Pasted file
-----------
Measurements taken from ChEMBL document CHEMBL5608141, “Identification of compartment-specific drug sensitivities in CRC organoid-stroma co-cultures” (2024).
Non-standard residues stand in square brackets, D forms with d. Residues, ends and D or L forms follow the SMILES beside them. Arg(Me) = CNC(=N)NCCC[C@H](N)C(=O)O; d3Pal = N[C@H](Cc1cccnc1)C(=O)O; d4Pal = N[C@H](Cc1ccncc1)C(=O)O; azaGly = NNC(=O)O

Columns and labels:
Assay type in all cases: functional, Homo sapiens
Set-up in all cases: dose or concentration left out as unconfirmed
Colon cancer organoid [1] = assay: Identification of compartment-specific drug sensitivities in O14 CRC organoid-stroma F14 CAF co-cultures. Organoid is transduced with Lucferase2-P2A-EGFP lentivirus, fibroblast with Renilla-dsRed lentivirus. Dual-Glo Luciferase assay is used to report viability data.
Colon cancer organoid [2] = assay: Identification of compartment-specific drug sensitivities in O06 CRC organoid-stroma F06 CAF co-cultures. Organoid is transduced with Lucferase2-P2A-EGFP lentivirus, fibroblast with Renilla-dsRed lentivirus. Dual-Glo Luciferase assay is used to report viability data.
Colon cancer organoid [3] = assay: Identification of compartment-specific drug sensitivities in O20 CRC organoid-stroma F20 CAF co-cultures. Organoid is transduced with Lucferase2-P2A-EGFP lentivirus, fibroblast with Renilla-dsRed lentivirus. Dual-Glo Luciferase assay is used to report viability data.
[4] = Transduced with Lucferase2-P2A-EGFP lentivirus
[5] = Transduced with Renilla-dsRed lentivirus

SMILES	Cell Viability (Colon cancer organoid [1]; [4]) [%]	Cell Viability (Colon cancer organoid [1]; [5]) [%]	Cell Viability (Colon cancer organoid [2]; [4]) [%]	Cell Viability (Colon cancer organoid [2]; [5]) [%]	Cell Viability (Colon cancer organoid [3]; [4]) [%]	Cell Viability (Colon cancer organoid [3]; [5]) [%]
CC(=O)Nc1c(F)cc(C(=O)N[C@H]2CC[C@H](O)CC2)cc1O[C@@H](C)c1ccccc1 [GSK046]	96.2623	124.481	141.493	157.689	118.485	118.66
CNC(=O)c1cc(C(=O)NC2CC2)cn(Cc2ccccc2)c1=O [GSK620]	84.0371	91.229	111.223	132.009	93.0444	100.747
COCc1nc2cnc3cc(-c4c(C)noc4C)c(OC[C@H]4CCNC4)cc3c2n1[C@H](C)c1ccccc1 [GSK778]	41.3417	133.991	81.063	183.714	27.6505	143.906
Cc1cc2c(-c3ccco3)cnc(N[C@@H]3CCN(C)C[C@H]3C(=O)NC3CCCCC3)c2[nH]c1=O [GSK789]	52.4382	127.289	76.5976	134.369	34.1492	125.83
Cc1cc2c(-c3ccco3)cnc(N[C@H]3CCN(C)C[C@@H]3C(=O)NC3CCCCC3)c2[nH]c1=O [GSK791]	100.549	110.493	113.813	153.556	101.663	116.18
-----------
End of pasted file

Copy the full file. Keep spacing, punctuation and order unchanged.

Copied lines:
Measurements taken from ChEMBL document CHEMBL5608141, “Identification of compartment-specific drug sensitivities in CRC organoid-stroma co-cultures” (2024).
Non-standard residues stand in square brackets, D forms with d. Residues, ends and D or L forms follow the SMILES beside them. Arg(Me) = CNC(=N)NCCC[C@H](N)C(=O)O; d3Pal = N[C@H](Cc1cccnc1)C(=O)O; d4Pal = N[C@H](Cc1ccncc1)C(=O)O; azaGly = NNC(=O)O

Columns and labels:
Assay type in all cases: functional, Homo sapiens
Set-up in all cases: dose or concentration left out as unconfirmed
Colon cancer organoid [1] = assay: Identification of compartment-specific drug sensitivities in O14 CRC organoid-stroma F14 CAF co-cultures. Organoid is transduced with Lucferase2-P2A-EGFP lentivirus, fibroblast with Renilla-dsRed lentivirus. Dual-Glo Luciferase assay is used to report viability data.
Colon cancer organoid [2] = assay: Identification of compartment-specific drug sensitivities in O06 CRC organoid-stroma F06 CAF co-cultures. Organoid is transduced with Lucferase2-P2A-EGFP lentivirus, fibroblast with Renilla-dsRed lentivirus. Dual-Glo Luciferase assay is used to report viability data.
Colon cancer organoid [3] = assay: Identification of compartment-specific drug sensitivities in O20 CRC organoid-stroma F20 CAF co-cultures. Organoid is transduced with Lucferase2-P2A-EGFP lentivirus, fibroblast with Renilla-dsRed lentivirus. Dual-Glo Luciferase assay is used to report viability data.
[4] = Transduced with Lucferase2-P2A-EGFP lentivirus
[5] = Transduced with Renilla-dsRed lentivirus

SMILES	Cell Viability (Colon cancer organoid [1]; [4]) [%]	Cell Viability (Colon cancer organoid [1]; [5]) [%]	Cell Viability (Colon cancer organoid [2]; [4]) [%]	Cell Viability (Colon cancer organoid [2]; [5]) [%]	Cell Viability (Colon cancer organoid [3]; [4]) [%]	Cell Viability (Colon cancer organoid [3]; [5]) [%]
CC(=O)Nc1c(F)cc(C(=O)N[C@H]2CC[C@H](O)CC2)cc1O[C@@H](C)c1ccccc1 [GSK046]	96.2623	124.481	141.493	157.689	118.485	118.66
CNC(=O)c1cc(C(=O)NC2CC2)cn(Cc2ccccc2)c1=O [GSK620]	84.0371	91.229	111.223	132.009	93.0444	100.747
COCc1nc2cnc3cc(-c4c(C)noc4C)c(OC[C@H]4CCNC4)cc3c2n1[C@H](C)c1ccccc1 [GSK778]	41.3417	133.991	81.063	183.714	27.6505	143.906
Cc1cc2c(-c3ccco3)cnc(N[C@@H]3CCN(C)C[C@H]3C(=O)NC3CCCCC3)c2[nH]c1=O [GSK789]	52.4382	127.289	76.5976	134.369	34.1492	125.83
Cc1cc2c(-c3ccco3)cnc(N[C@H]3CCN(C)C[C@@H]3C(=O)NC3CCCCC3)c2[nH]c1=O [GSK791]	100.549	110.493	113.813	153.556	101.663	116.18